Lindsey Van Lindsey Van

Wind resistance will be a breeze for female ski jumpers compared with the pushback they encountered trying to get into the Olympics. Although men have been flying down steep slopes at the Games since the first Winter Olympics in 1924, women were grounded — until the Sochi Games.

"We just wanted to be recognized as athletes who ski jumped and not some freak show doing something that was so crazy and weird and being told to go away," says 29-year-old American Lindsey Van, a longtime advocate for her sport who in 2009 became the first female ski-jumping world champion.

The International Olympic Committee had argued that there weren't enough women or countries participating at a high enough level to justify its inclusion. One official even said that jumping thousands of times was "not appropriate for ladies from a medical point of view." "It was so ridiculous," Van says, adding that people would ask "if my uterus had fallen out yet."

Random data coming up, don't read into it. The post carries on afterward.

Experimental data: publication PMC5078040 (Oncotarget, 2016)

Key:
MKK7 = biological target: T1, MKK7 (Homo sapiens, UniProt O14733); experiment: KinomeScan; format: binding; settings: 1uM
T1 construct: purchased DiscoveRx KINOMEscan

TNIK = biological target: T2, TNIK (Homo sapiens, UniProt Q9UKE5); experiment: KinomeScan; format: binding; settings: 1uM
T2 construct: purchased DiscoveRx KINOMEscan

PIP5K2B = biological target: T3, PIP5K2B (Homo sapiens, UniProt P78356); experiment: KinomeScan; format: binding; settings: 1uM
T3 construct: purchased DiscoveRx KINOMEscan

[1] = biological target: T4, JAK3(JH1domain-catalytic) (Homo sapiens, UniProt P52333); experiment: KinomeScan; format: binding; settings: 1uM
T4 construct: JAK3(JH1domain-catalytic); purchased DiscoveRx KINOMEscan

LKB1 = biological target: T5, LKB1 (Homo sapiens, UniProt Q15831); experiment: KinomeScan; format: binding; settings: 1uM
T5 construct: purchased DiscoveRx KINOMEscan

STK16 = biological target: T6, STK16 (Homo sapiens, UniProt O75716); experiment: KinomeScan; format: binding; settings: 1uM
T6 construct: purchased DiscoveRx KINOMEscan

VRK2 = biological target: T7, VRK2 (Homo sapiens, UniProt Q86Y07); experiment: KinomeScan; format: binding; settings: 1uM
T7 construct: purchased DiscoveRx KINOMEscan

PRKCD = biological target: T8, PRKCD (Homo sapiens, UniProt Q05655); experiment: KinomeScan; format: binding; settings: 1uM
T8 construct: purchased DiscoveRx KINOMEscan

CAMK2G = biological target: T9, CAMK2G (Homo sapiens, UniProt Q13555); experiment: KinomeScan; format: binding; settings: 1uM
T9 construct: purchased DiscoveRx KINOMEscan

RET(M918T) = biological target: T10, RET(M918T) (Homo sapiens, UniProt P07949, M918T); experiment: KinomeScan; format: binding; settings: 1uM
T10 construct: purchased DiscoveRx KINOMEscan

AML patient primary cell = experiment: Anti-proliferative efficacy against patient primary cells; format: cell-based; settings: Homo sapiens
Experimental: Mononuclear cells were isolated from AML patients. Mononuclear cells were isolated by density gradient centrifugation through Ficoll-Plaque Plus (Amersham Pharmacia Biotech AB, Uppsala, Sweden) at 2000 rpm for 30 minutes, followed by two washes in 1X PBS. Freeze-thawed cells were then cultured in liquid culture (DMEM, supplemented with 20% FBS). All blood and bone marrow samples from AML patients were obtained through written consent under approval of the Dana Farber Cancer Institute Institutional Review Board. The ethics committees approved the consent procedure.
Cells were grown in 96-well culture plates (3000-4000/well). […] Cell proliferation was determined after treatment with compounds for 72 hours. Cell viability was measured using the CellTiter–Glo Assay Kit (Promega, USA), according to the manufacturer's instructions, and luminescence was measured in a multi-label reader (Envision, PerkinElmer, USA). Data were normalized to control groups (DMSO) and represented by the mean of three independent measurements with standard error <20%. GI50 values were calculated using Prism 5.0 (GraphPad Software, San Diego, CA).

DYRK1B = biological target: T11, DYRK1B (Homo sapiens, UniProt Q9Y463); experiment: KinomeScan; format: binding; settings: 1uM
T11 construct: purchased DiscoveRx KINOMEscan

Jessica Jerome, who won the U.S. Olympic Trials, was part of a group that lost a lawsuit to get into the 2010 Vancouver Games. "Now there's a level of respect that we get from our male counter-parts," says Jerome, 27. "For a while, we really felt like the unwanted little sisters."

But as Van and Jerome were clearing the way, two teenagers soared past them. Japan's Sara Takanashi, 17, has won 10 World Cup events this season. "She's very aggressive and is head and shoulders above the crowd," says NBC analyst Jeff Hastings. Takanashi has said she looks up to U.S. jumper Sarah Hendrickson, 19, who won the 2013 world title. Hendrickson crashed and blew out her knee during training in August but has recovered enough to be included on the roster.

Though women only compete in one event (the smaller "normal" hill) compared to three for men, Jerome and Van both expressed relief that they can finally take off in the Olympics. "I think there is a mentality out there that ski jumping is an all-boys thing," Jerome says, "and I'm just really glad that we're starting to change that."

Women's ski jumping will shown live on Tuesday, Feb. 11 at 1:30 p.m./ET on NBCSN and, and on tape-delay at 8/7c on NBC.

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